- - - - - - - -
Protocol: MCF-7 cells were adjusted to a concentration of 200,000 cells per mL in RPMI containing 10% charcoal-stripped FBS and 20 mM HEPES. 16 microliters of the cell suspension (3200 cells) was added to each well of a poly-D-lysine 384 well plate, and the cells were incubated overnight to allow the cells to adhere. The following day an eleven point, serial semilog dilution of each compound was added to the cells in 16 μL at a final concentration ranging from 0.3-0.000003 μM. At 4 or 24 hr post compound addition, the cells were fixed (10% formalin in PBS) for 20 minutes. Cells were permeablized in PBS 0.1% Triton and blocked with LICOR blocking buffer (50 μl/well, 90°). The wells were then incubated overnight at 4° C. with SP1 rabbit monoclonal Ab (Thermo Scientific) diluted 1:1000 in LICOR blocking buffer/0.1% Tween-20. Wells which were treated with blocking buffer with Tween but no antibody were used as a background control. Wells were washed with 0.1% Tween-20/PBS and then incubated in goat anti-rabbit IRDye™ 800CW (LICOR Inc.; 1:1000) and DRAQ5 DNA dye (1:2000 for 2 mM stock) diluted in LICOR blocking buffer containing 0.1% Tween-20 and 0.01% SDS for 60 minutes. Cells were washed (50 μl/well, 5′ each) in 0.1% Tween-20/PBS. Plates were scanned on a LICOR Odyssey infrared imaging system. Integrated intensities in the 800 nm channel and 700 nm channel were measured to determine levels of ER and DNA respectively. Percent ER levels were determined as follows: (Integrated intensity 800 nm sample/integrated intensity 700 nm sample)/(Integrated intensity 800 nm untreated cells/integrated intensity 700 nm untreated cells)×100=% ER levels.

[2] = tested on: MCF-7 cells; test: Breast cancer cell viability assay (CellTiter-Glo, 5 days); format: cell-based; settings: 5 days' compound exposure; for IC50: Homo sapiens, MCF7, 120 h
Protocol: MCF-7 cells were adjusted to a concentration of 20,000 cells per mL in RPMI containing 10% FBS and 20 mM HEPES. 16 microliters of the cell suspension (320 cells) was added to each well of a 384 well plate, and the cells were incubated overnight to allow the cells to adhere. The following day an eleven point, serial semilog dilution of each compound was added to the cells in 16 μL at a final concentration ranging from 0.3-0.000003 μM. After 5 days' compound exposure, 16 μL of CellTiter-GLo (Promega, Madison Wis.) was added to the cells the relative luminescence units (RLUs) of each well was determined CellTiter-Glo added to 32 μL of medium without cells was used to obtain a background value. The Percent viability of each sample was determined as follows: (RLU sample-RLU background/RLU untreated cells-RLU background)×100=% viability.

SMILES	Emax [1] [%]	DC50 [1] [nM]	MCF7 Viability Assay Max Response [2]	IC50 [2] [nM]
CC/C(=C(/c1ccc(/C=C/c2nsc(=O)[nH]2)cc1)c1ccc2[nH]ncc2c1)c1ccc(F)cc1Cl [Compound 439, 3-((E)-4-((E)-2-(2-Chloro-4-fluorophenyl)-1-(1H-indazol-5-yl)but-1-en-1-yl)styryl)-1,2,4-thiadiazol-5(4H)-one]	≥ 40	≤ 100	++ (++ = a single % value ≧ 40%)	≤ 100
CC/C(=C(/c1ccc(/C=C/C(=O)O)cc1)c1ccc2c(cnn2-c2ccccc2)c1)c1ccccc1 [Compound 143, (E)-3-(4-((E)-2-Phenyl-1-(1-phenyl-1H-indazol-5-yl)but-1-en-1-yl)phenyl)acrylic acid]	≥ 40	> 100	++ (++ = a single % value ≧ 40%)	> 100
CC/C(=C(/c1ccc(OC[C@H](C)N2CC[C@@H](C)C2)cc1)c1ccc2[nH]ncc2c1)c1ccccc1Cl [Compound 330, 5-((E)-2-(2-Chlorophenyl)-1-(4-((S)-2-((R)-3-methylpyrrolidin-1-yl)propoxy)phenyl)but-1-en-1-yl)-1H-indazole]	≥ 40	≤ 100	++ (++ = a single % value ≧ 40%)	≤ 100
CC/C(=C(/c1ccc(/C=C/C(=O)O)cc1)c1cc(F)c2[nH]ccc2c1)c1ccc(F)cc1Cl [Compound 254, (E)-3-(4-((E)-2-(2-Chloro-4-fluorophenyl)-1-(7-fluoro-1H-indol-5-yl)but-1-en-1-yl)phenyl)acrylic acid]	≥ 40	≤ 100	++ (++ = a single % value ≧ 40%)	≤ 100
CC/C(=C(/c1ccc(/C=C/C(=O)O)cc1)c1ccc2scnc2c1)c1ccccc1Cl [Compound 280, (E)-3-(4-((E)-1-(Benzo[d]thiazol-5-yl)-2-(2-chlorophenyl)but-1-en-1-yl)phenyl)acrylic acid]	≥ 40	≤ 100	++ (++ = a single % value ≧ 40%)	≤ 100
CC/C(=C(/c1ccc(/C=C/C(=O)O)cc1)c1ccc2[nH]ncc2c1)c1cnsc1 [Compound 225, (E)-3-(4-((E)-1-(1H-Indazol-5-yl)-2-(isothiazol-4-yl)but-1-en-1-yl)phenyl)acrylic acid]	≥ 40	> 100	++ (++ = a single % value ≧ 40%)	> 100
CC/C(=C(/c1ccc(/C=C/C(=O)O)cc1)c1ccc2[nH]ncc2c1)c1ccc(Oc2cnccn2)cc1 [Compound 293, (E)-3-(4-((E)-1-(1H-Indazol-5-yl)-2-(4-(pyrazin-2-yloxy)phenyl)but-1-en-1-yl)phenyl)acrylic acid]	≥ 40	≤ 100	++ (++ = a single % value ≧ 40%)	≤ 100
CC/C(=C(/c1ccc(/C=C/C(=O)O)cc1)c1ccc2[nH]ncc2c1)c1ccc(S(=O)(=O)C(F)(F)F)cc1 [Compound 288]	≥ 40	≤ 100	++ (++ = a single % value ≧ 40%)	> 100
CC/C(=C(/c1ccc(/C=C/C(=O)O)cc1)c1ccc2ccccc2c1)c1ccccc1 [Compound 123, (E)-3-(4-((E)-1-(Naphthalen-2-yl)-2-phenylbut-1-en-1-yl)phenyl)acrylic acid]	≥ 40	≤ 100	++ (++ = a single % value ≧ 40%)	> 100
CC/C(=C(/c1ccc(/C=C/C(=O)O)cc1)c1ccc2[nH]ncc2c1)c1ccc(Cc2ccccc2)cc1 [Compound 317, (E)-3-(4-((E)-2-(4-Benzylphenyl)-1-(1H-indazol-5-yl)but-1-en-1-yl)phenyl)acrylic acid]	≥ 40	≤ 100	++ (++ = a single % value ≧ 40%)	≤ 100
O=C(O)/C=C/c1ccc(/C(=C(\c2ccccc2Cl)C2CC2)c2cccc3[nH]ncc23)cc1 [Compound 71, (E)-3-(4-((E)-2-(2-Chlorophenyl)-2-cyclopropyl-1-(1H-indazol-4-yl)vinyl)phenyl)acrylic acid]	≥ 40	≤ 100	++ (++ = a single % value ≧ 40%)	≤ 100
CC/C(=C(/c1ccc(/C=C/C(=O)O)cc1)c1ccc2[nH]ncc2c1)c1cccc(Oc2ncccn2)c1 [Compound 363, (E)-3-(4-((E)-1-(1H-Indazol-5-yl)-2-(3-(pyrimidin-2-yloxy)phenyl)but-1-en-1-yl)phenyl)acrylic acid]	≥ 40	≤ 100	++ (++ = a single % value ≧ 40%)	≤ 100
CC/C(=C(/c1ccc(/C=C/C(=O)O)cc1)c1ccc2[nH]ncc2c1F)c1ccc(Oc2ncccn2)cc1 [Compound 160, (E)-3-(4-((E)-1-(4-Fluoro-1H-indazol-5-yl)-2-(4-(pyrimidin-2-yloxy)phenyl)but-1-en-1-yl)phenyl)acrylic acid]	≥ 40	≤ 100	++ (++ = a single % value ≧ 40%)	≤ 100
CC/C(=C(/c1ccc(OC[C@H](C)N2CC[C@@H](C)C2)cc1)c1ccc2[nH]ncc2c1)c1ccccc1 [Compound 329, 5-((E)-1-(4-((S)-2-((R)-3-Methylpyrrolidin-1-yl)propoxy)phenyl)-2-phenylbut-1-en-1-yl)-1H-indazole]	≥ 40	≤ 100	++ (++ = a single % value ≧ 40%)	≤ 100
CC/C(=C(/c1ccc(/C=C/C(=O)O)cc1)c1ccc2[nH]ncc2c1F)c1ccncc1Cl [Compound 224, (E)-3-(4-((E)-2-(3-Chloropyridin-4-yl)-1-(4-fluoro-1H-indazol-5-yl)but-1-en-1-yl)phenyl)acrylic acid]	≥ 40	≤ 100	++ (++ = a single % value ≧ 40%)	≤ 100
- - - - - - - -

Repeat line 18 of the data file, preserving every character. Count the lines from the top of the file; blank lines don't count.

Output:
CC/C(=C(/c1ccc(OC[C@H](C)N2CC[C@@H](C)C2)cc1)c1ccc2[nH]ncc2c1)c1ccccc1 [Compound 329, 5-((E)-1-(4-((S)-2-((R)-3-Methylpyrrolidin-1-yl)propoxy)phenyl)-2-phenylbut-1-en-1-yl)-1H-indazole]	≥ 40	≤ 100	++ (++ = a single % value ≧ 40%)	≤ 100